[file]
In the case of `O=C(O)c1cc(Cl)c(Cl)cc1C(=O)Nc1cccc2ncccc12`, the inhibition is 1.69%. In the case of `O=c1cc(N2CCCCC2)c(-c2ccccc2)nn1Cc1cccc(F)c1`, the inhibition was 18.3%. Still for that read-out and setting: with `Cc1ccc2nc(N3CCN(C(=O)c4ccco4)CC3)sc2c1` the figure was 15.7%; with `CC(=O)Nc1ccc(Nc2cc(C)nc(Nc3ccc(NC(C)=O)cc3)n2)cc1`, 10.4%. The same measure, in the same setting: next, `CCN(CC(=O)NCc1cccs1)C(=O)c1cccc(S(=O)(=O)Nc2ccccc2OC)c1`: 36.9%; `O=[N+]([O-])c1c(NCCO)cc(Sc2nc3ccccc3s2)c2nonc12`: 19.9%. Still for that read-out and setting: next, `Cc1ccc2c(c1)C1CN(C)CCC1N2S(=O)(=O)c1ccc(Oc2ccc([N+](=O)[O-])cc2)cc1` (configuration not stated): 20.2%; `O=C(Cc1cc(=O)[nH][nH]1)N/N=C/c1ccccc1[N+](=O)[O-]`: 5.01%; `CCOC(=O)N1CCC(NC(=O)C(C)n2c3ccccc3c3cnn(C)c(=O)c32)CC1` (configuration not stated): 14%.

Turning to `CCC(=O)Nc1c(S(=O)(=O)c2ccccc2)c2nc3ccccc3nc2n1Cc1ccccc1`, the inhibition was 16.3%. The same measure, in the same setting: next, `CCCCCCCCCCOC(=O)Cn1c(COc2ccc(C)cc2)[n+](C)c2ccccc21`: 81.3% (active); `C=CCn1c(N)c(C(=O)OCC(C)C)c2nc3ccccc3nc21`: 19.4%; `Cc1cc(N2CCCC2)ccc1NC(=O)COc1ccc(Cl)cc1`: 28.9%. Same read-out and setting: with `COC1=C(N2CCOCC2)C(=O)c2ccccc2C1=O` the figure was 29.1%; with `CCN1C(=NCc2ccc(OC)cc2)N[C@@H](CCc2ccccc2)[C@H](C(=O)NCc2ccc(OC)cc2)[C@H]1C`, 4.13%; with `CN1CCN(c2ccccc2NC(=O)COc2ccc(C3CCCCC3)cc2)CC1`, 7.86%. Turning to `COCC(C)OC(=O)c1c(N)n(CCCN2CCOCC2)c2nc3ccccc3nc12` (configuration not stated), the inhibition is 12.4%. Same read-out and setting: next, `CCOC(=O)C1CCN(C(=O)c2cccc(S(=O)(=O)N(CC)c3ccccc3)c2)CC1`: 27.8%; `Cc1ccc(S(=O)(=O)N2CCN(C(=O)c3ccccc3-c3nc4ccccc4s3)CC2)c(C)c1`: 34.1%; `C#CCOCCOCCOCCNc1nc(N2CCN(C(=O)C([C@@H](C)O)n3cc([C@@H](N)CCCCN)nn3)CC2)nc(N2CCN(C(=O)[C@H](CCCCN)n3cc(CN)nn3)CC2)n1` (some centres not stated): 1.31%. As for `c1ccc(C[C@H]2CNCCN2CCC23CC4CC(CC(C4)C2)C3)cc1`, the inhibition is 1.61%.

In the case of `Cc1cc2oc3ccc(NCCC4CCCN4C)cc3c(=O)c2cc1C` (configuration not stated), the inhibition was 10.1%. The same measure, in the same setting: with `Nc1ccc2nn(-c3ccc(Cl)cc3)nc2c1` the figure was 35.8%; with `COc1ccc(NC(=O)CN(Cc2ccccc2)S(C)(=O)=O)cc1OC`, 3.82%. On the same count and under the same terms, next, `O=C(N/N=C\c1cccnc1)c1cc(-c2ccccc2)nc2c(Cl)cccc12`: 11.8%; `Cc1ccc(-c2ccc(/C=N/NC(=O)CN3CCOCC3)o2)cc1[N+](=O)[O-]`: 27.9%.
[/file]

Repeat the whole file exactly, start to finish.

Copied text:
In the case of `O=C(O)c1cc(Cl)c(Cl)cc1C(=O)Nc1cccc2ncccc12`, the inhibition is 1.69%. In the case of `O=c1cc(N2CCCCC2)c(-c2ccccc2)nn1Cc1cccc(F)c1`, the inhibition was 18.3%. Still for that read-out and setting: with `Cc1ccc2nc(N3CCN(C(=O)c4ccco4)CC3)sc2c1` the figure was 15.7%; with `CC(=O)Nc1ccc(Nc2cc(C)nc(Nc3ccc(NC(C)=O)cc3)n2)cc1`, 10.4%. The same measure, in the same setting: next, `CCN(CC(=O)NCc1cccs1)C(=O)c1cccc(S(=O)(=O)Nc2ccccc2OC)c1`: 36.9%; `O=[N+]([O-])c1c(NCCO)cc(Sc2nc3ccccc3s2)c2nonc12`: 19.9%. Still for that read-out and setting: next, `Cc1ccc2c(c1)C1CN(C)CCC1N2S(=O)(=O)c1ccc(Oc2ccc([N+](=O)[O-])cc2)cc1` (configuration not stated): 20.2%; `O=C(Cc1cc(=O)[nH][nH]1)N/N=C/c1ccccc1[N+](=O)[O-]`: 5.01%; `CCOC(=O)N1CCC(NC(=O)C(C)n2c3ccccc3c3cnn(C)c(=O)c32)CC1` (configuration not stated): 14%.

Turning to `CCC(=O)Nc1c(S(=O)(=O)c2ccccc2)c2nc3ccccc3nc2n1Cc1ccccc1`, the inhibition was 16.3%. The same measure, in the same setting: next, `CCCCCCCCCCOC(=O)Cn1c(COc2ccc(C)cc2)[n+](C)c2ccccc21`: 81.3% (active); `C=CCn1c(N)c(C(=O)OCC(C)C)c2nc3ccccc3nc21`: 19.4%; `Cc1cc(N2CCCC2)ccc1NC(=O)COc1ccc(Cl)cc1`: 28.9%. Same read-out and setting: with `COC1=C(N2CCOCC2)C(=O)c2ccccc2C1=O` the figure was 29.1%; with `CCN1C(=NCc2ccc(OC)cc2)N[C@@H](CCc2ccccc2)[C@H](C(=O)NCc2ccc(OC)cc2)[C@H]1C`, 4.13%; with `CN1CCN(c2ccccc2NC(=O)COc2ccc(C3CCCCC3)cc2)CC1`, 7.86%. Turning to `COCC(C)OC(=O)c1c(N)n(CCCN2CCOCC2)c2nc3ccccc3nc12` (configuration not stated), the inhibition is 12.4%. Same read-out and setting: next, `CCOC(=O)C1CCN(C(=O)c2cccc(S(=O)(=O)N(CC)c3ccccc3)c2)CC1`: 27.8%; `Cc1ccc(S(=O)(=O)N2CCN(C(=O)c3ccccc3-c3nc4ccccc4s3)CC2)c(C)c1`: 34.1%; `C#CCOCCOCCOCCNc1nc(N2CCN(C(=O)C([C@@H](C)O)n3cc([C@@H](N)CCCCN)nn3)CC2)nc(N2CCN(C(=O)[C@H](CCCCN)n3cc(CN)nn3)CC2)n1` (some centres not stated): 1.31%. As for `c1ccc(C[C@H]2CNCCN2CCC23CC4CC(CC(C4)C2)C3)cc1`, the inhibition is 1.61%.

In the case of `Cc1cc2oc3ccc(NCCC4CCCN4C)cc3c(=O)c2cc1C` (configuration not stated), the inhibition was 10.1%. The same measure, in the same setting: with `Nc1ccc2nn(-c3ccc(Cl)cc3)nc2c1` the figure was 35.8%; with `COc1ccc(NC(=O)CN(Cc2ccccc2)S(C)(=O)=O)cc1OC`, 3.82%. On the same count and under the same terms, next, `O=C(N/N=C\c1cccnc1)c1cc(-c2ccccc2)nc2c(Cl)cccc12`: 11.8%; `Cc1ccc(-c2ccc(/C=N/NC(=O)CN3CCOCC3)o2)cc1[N+](=O)[O-]`: 27.9%.